Given the contrivance of Donald's knight costume including a real steel armour in the first place, I agree this scenario really is too tailor-made to allow Donald to get back at the party jerks. It almost feels like a revenge fantasy, making me wonder what state of mind Barks had to be in when he wrote it and who it's directed against.

October 24, 2013 at 12:39 PM  
Blogger GeoX, one of the GeoX boys. said...

Yes! You articulate my problems with the story better than I was able.

October 24, 2013 at 3:04 PM  
Blogger Chris Barat said...


I always thought that this story had a fundamentally different "tone" from the stories that surrounded it in the 50s -- even those stories in which Donald came out ahead, or somewhere near there. I had forgotten that Barks got the idea from someone else. Even given that fact, he dished up the tale in an unusually direct manner, casting Donald-the-knight in almost a symbolic role.

It'd be an interesting exercise to compare this story to the DUCKTALES classic "Sir Gyro de Gearloose." I think you'd have to admit that the TV ep handled the "knightly" material a lot more expertly.

Also: Daisy was, I believe, dressed as a Latin senorita. (I'd like to think that she was reliving her origins as Donna Duck.) And was that Barks drawing himself into the story as the lion-tamer Reggie? I'm inclined to think so.


October 24, 2013 at 5:04 PM  
Blogger Joe Torcivia said...

Geo writes:

“Here's where the obvious question really comes up: okay, so Donald's armor is considered laughably archaic, but how, in 1957, is it any less relevant than a cowboy…”

Check the TV listings for 1957, and you’ll find that cowboys were far more “relevant” than so-called “reality stars” are today. And, as you later note, it may be the “western movie star thing” at work.

“Donald is the only one earnest or foolish enough to really take the party's theme seriously (indeed, it's possible that he was the only one who had a serious repressed desire, and therefore was able to do so).” - and THAT is a great observation, and probably Barks’ whole point!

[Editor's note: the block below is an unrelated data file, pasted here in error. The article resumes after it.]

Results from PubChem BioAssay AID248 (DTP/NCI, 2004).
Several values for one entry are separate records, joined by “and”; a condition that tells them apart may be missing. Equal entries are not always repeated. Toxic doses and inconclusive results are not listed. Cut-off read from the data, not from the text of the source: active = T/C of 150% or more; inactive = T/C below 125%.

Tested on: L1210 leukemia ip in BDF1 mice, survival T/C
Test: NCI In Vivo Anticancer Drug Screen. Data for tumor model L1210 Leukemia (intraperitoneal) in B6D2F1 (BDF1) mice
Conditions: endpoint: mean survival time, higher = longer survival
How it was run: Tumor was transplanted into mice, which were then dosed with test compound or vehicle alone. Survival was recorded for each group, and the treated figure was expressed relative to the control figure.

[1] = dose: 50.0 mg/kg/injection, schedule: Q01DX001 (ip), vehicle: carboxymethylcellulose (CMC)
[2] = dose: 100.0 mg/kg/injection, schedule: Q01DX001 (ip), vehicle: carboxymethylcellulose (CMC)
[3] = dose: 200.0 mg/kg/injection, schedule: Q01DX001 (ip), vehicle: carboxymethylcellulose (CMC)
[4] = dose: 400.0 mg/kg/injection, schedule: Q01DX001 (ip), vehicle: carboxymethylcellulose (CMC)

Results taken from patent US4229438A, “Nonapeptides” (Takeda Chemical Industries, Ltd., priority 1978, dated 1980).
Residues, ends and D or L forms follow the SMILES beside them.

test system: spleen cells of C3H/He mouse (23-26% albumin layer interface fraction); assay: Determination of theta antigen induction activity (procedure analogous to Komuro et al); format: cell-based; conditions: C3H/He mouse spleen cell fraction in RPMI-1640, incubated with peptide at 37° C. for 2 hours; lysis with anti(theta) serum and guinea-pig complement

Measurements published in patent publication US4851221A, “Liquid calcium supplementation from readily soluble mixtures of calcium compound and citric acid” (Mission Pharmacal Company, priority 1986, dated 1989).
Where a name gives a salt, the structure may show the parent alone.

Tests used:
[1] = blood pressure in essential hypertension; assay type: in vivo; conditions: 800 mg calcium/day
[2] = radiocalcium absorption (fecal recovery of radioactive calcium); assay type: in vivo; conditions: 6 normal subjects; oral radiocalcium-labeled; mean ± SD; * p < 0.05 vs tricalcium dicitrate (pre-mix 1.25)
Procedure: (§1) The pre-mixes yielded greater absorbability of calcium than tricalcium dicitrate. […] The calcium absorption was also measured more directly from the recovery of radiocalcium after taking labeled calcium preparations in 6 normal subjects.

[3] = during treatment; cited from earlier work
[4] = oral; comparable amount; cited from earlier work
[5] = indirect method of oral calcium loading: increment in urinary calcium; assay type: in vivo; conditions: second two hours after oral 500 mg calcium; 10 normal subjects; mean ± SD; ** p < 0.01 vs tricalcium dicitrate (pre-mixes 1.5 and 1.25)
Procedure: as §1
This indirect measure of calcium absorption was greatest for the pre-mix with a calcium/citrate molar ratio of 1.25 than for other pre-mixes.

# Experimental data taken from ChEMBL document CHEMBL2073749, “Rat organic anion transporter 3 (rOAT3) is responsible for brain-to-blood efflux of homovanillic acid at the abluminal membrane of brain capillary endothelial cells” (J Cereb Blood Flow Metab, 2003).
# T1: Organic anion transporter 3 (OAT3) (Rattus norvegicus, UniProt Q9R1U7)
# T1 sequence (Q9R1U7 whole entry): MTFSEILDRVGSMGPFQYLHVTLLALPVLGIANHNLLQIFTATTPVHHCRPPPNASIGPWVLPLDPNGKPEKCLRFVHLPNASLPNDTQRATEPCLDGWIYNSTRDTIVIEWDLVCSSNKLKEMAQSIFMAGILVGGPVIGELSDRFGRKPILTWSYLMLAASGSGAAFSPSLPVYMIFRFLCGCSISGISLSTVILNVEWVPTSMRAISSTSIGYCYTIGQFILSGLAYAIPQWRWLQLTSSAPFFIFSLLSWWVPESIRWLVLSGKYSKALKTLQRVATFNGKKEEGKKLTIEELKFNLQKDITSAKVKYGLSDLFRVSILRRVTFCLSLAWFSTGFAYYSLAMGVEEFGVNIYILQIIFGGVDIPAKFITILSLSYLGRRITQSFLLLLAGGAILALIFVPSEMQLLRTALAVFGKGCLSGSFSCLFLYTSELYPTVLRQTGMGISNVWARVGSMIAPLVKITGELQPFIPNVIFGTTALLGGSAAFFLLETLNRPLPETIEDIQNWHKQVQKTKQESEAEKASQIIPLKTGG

“Still, he steps up--and good lord is that narration ever heavy-handed.” Yet, it’s appropriate, considering the vapid guests and their foolish and dangerous behavior. Yay, for Donald, and for Barks(…and his daughter)!

October 24, 2013 at 7:14 PM  
Anonymous Duckfan said...

Of course Donald is the only character with a repressed desire - not only IS he the main character, but he HAS the most developed character because of that!
(...or something like that. I'm sure I'm on to something smart here, but I haven't worded it very well.)

October 25, 2013 at 11:52 AM  
Anonymous Anonymous said...

The word I believe you are looking for is 'pratfall', Doctor.

It's strange, but could you argue that the way Donald acts early in the story is... Quixotic?

Honestly, looking through this it feels like a story that was done in a rush. That time where you have a solid idea, but you've forgotten to sit with it and give it the "But, wait..." treatment in drafting. Nothing about it feels tremendously polished. Like it either had to be rewritten too many times, or had no time to be rewritten at all, before the deadline. Considering he uses the "Metal in a world gone nylon" line twice, I will bet you good money that this was slapped out.

I'll accept the throwback premise, considering (at the time) the costumes would have been popular things for a kid to say, 'When I grow up...', while a knight would have been much more archaic. It fits what I think the story is trying to do.

But even looking at these excerpts, I'm asking myself why HDL weren't the ones who delivered that hamhanded "I don't hear anybody laughing" line at the end. They never got any real redemption for their naysaying role at the beginning of the story, did they? It would have strengthened Donald's character and given the nephews something non-gaggy to do.

Someone mentioned that the armor itself is metal. There is no reason why it couldn't be something like tin, making the armor symbolic, and Donald's actions more explicitly heroic. No reason why he couldn't have gotten hurt, either, in trying to protect the other partygoers. Or in lieu of actually getting hurt, just one panel where the lion slashes at the swishy helmet thing on his head, and it's totally cut off. It's action, a threat, no injury, and a joke at the same time.